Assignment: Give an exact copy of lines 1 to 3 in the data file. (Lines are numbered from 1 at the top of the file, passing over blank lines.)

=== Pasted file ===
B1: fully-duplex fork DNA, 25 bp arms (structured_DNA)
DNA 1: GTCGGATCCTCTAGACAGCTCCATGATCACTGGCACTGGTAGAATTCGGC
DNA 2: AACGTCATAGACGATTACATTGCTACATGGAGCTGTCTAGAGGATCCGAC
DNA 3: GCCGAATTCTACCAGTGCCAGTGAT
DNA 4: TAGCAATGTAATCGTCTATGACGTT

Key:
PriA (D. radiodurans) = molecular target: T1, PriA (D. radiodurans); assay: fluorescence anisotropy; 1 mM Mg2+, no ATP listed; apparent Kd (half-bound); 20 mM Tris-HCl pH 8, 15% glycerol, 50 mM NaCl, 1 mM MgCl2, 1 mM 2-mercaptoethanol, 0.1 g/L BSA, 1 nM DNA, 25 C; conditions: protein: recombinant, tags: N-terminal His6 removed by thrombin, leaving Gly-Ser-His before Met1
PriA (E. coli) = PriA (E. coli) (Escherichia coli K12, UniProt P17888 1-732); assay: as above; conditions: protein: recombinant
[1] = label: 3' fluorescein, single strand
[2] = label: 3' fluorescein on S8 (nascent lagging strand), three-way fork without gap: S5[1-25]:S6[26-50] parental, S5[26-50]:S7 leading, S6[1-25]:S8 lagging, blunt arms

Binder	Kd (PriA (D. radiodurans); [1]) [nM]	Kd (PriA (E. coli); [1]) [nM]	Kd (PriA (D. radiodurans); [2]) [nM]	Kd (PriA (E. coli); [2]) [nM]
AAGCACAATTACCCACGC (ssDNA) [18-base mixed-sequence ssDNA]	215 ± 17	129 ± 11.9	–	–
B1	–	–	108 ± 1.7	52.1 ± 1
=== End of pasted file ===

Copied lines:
B1: fully-duplex fork DNA, 25 bp arms (structured_DNA)
DNA 1: GTCGGATCCTCTAGACAGCTCCATGATCACTGGCACTGGTAGAATTCGGC
DNA 2: AACGTCATAGACGATTACATTGCTACATGGAGCTGTCTAGAGGATCCGAC